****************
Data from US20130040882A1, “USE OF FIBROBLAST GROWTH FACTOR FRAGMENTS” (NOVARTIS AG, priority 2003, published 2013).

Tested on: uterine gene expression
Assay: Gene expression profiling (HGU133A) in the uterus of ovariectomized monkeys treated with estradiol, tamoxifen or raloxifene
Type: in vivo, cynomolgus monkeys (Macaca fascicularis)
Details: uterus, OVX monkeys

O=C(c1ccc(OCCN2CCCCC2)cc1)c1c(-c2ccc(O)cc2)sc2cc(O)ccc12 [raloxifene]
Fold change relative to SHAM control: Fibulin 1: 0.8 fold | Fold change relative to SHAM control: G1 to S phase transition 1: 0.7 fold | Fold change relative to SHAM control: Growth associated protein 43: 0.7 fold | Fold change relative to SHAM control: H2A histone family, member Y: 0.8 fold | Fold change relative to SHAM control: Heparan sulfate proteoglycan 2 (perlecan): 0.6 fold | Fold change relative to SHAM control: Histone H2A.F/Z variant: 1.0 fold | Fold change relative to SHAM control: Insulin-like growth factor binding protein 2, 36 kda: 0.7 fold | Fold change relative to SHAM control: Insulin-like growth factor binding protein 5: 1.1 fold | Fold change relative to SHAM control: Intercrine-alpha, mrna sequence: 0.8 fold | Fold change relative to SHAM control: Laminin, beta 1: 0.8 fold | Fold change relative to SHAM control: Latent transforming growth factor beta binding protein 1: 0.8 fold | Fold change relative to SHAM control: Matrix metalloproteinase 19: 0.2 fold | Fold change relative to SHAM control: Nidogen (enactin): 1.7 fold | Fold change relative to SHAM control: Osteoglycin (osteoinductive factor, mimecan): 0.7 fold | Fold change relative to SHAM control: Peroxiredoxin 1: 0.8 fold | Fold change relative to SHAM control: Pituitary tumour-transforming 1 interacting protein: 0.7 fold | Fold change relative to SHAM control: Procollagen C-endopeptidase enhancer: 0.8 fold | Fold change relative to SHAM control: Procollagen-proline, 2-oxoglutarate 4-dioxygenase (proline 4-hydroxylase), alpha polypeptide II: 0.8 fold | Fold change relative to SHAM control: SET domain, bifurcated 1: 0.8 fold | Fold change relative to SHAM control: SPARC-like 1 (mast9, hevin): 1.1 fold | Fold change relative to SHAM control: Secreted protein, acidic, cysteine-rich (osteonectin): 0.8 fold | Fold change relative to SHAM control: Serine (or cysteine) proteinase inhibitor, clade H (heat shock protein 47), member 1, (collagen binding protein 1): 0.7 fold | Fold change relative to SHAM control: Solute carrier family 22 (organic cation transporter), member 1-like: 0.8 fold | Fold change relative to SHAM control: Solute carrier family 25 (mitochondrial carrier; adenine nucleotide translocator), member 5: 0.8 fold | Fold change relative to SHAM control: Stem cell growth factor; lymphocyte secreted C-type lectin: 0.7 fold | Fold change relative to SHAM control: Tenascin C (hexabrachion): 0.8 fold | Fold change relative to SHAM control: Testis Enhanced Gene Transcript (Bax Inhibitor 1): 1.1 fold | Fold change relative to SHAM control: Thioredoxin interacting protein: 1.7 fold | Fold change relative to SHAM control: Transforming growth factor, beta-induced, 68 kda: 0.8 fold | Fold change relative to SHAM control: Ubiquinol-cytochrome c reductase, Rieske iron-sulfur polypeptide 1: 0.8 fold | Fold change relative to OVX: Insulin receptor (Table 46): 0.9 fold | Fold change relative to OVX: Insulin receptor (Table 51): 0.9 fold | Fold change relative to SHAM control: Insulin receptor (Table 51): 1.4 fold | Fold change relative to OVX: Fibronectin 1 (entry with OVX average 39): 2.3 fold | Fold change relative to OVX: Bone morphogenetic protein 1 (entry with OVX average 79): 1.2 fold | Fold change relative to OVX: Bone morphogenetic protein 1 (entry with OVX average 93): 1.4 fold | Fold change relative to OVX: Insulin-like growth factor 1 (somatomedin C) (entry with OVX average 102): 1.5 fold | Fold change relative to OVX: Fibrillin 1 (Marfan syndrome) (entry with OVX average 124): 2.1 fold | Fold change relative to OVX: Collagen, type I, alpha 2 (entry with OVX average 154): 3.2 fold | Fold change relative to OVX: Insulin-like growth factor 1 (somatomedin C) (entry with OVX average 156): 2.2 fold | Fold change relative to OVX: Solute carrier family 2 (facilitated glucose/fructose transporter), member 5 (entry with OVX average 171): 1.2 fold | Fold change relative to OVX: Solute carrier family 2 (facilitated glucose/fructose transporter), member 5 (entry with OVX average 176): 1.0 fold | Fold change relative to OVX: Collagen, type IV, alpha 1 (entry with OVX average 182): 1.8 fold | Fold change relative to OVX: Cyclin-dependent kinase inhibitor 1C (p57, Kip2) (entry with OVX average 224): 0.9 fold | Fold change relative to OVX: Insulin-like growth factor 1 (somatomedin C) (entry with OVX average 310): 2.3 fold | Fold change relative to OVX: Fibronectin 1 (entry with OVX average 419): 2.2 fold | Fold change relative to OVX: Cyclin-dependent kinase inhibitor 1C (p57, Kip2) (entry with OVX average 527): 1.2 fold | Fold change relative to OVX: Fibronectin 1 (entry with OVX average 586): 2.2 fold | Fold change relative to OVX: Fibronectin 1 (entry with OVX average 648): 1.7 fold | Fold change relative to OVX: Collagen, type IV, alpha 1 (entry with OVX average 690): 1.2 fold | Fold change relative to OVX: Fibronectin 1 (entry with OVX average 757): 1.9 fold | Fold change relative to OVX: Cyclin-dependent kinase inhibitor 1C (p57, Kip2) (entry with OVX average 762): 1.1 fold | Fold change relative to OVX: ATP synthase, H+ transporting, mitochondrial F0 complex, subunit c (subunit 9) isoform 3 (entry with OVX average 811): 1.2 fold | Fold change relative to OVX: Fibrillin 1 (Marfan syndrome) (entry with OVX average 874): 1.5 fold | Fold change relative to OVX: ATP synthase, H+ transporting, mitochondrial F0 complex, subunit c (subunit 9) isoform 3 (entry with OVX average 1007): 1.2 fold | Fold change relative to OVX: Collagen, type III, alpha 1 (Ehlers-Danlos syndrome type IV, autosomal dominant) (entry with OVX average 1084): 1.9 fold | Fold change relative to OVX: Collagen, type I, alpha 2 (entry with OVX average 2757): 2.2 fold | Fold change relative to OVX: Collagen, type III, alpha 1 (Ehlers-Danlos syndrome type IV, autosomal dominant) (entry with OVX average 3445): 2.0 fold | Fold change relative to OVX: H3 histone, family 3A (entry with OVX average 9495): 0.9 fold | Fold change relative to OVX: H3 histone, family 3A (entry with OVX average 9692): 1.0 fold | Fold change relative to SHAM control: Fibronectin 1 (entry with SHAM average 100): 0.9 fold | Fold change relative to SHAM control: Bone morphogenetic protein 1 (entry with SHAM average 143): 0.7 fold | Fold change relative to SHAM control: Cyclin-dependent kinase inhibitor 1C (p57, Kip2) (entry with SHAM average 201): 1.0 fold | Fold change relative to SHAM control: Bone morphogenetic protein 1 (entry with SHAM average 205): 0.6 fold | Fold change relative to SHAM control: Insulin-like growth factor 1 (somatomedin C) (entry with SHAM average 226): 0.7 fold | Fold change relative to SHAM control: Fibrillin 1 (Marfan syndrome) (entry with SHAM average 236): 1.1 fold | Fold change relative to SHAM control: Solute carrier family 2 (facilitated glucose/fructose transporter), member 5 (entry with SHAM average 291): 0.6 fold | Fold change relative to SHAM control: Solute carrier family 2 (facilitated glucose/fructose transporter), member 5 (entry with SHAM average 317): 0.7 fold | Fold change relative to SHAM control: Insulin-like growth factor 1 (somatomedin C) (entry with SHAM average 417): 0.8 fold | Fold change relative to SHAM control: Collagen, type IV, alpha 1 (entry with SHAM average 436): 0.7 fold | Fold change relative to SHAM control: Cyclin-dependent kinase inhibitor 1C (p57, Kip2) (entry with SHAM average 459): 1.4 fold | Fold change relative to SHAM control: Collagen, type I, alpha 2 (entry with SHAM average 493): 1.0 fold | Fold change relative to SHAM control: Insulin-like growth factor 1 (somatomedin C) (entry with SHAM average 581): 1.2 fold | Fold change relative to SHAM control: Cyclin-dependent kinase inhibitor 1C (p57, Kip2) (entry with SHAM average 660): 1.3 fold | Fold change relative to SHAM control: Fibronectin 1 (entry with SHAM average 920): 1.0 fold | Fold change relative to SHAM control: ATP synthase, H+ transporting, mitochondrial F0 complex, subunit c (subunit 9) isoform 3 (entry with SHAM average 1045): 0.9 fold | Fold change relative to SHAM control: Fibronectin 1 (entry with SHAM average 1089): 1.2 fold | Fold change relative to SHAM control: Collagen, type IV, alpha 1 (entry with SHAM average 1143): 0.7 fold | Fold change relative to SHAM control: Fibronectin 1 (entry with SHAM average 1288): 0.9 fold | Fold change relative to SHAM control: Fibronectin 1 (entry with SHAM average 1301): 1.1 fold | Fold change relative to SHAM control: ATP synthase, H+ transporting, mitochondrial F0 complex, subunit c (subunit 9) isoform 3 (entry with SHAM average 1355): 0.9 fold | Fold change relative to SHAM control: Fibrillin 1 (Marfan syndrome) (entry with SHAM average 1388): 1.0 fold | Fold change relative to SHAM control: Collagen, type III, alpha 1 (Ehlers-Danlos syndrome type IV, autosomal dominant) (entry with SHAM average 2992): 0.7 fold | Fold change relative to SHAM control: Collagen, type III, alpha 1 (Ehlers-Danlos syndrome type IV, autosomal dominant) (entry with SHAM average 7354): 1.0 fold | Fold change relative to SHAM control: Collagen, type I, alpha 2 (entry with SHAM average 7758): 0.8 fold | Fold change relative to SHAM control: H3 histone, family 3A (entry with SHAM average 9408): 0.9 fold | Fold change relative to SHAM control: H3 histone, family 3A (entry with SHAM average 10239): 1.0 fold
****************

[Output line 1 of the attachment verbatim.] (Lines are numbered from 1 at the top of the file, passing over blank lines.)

Data from US20130040882A1, “USE OF FIBROBLAST GROWTH FACTOR FRAGMENTS” (NOVARTIS AG, priority 2003, published 2013).